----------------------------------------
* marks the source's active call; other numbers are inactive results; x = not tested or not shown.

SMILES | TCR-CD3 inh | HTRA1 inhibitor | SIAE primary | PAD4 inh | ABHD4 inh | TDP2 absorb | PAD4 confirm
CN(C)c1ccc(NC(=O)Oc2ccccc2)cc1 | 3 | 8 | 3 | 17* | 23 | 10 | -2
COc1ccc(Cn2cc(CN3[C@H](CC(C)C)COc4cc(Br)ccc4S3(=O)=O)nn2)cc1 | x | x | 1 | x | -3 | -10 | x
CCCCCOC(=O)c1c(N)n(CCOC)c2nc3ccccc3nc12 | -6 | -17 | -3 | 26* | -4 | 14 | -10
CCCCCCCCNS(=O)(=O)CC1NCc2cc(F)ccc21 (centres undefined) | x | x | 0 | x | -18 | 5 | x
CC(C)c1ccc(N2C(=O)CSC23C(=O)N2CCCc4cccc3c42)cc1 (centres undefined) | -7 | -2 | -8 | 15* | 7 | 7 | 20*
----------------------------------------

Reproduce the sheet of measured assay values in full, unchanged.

* marks the source's active call; other numbers are inactive results; x = not tested or not shown.

SMILES | TCR-CD3 inh | HTRA1 inhibitor | SIAE primary | PAD4 inh | ABHD4 inh | TDP2 absorb | PAD4 confirm
CN(C)c1ccc(NC(=O)Oc2ccccc2)cc1 | 3 | 8 | 3 | 17* | 23 | 10 | -2
COc1ccc(Cn2cc(CN3[C@H](CC(C)C)COc4cc(Br)ccc4S3(=O)=O)nn2)cc1 | x | x | 1 | x | -3 | -10 | x
CCCCCOC(=O)c1c(N)n(CCOC)c2nc3ccccc3nc12 | -6 | -17 | -3 | 26* | -4 | 14 | -10
CCCCCCCCNS(=O)(=O)CC1NCc2cc(F)ccc21 (centres undefined) | x | x | 0 | x | -18 | 5 | x
CC(C)c1ccc(N2C(=O)CSC23C(=O)N2CCCc4cccc3c42)cc1 (centres undefined) | -7 | -2 | -8 | 15* | 7 | 7 | 20*